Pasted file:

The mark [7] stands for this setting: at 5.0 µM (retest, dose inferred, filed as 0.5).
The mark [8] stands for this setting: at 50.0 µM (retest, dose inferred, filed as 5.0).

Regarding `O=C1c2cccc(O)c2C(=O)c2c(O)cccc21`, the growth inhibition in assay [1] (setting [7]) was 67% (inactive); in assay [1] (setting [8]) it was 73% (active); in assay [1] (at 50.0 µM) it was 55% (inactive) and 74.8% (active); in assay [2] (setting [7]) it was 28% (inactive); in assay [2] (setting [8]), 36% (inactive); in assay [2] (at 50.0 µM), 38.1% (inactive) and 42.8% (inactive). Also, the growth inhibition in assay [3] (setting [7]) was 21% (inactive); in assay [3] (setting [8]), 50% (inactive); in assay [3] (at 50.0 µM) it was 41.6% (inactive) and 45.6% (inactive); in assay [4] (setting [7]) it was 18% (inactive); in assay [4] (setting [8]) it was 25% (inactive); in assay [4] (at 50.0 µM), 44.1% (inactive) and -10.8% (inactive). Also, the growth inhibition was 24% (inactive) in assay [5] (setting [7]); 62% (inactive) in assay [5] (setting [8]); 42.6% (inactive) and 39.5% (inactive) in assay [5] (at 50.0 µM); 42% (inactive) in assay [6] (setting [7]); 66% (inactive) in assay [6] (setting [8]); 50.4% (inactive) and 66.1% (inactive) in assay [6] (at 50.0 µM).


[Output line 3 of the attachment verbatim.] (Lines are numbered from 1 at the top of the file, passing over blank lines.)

Regarding `O=C1c2cccc(O)c2C(=O)c2c(O)cccc21`, the growth inhibition in assay [1] (setting [7]) was 67% (inactive); in assay [1] (setting [8]) it was 73% (active); in assay [1] (at 50.0 µM) it was 55% (inactive) and 74.8% (active); in assay [2] (setting [7]) it was 28% (inactive); in assay [2] (setting [8]), 36% (inactive); in assay [2] (at 50.0 µM), 38.1% (inactive) and 42.8% (inactive). Also, the growth inhibition in assay [3] (setting [7]) was 21% (inactive); in assay [3] (setting [8]), 50% (inactive); in assay [3] (at 50.0 µM) it was 41.6% (inactive) and 45.6% (inactive); in assay [4] (setting [7]) it was 18% (inactive); in assay [4] (setting [8]) it was 25% (inactive); in assay [4] (at 50.0 µM), 44.1% (inactive) and -10.8% (inactive). Also, the growth inhibition was 24% (inactive) in assay [5] (setting [7]); 62% (inactive) in assay [5] (setting [8]); 42.6% (inactive) and 39.5% (inactive) in assay [5] (at 50.0 µM); 42% (inactive) in assay [6] (setting [7]); 66% (inactive) in assay [6] (setting [8]); 50.4% (inactive) and 66.1% (inactive) in assay [6] (at 50.0 µM).